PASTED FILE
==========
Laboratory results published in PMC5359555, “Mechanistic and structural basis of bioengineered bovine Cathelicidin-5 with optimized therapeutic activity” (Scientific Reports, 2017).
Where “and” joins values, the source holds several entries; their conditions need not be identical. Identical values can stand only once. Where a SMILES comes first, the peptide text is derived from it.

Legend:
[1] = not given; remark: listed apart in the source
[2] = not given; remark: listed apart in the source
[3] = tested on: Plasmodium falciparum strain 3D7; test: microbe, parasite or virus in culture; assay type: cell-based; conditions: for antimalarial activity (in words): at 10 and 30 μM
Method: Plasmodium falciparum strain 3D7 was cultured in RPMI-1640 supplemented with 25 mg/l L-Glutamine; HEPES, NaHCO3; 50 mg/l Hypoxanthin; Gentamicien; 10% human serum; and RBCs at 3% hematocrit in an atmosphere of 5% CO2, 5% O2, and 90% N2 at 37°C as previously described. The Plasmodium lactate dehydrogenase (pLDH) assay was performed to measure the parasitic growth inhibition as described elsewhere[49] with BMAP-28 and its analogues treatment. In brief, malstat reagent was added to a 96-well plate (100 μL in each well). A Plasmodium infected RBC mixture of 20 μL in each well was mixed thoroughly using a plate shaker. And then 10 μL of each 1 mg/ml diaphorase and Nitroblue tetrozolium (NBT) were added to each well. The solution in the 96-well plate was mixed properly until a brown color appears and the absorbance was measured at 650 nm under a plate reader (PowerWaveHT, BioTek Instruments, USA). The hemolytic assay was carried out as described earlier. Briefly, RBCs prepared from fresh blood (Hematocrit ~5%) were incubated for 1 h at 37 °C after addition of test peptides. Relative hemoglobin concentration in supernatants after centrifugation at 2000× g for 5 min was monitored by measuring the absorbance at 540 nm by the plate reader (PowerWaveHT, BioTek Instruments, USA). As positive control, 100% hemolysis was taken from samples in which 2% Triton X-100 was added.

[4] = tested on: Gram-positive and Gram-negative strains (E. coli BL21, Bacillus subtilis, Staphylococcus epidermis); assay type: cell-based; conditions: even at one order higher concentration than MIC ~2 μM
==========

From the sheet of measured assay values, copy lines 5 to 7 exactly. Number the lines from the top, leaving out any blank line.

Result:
[2] = not given; remark: listed apart in the source
[3] = tested on: Plasmodium falciparum strain 3D7; test: microbe, parasite or virus in culture; assay type: cell-based; conditions: for antimalarial activity (in words): at 10 and 30 μM
Method: Plasmodium falciparum strain 3D7 was cultured in RPMI-1640 supplemented with 25 mg/l L-Glutamine; HEPES, NaHCO3; 50 mg/l Hypoxanthin; Gentamicien; 10% human serum; and RBCs at 3% hematocrit in an atmosphere of 5% CO2, 5% O2, and 90% N2 at 37°C as previously described. The Plasmodium lactate dehydrogenase (pLDH) assay was performed to measure the parasitic growth inhibition as described elsewhere[49] with BMAP-28 and its analogues treatment. In brief, malstat reagent was added to a 96-well plate (100 μL in each well). A Plasmodium infected RBC mixture of 20 μL in each well was mixed thoroughly using a plate shaker. And then 10 μL of each 1 mg/ml diaphorase and Nitroblue tetrozolium (NBT) were added to each well. The solution in the 96-well plate was mixed properly until a brown color appears and the absorbance was measured at 650 nm under a plate reader (PowerWaveHT, BioTek Instruments, USA). The hemolytic assay was carried out as described earlier. Briefly, RBCs prepared from fresh blood (Hematocrit ~5%) were incubated for 1 h at 37 °C after addition of test peptides. Relative hemoglobin concentration in supernatants after centrifugation at 2000× g for 5 min was monitored by measuring the absorbance at 540 nm by the plate reader (PowerWaveHT, BioTek Instruments, USA). As positive control, 100% hemolysis was taken from samples in which 2% Triton X-100 was added.